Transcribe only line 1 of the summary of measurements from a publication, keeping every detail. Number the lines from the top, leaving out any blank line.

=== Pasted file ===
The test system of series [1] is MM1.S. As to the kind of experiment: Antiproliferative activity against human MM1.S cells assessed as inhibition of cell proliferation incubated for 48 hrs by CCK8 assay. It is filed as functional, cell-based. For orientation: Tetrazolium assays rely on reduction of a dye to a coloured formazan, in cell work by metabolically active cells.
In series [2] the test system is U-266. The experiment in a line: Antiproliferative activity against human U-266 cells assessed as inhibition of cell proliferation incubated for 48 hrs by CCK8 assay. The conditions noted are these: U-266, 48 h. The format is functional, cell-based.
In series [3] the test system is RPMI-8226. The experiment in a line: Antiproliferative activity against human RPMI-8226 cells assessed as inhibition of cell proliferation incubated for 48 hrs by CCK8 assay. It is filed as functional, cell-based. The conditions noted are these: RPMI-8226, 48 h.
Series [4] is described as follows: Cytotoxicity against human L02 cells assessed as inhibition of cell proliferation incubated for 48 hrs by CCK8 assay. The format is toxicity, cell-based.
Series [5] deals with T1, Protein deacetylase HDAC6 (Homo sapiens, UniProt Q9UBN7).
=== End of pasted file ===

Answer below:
The test system of series [1] is MM1.S. As to the kind of experiment: Antiproliferative activity against human MM1.S cells assessed as inhibition of cell proliferation incubated for 48 hrs by CCK8 assay. It is filed as functional, cell-based. For orientation: Tetrazolium assays rely on reduction of a dye to a coloured formazan, in cell work by metabolically active cells.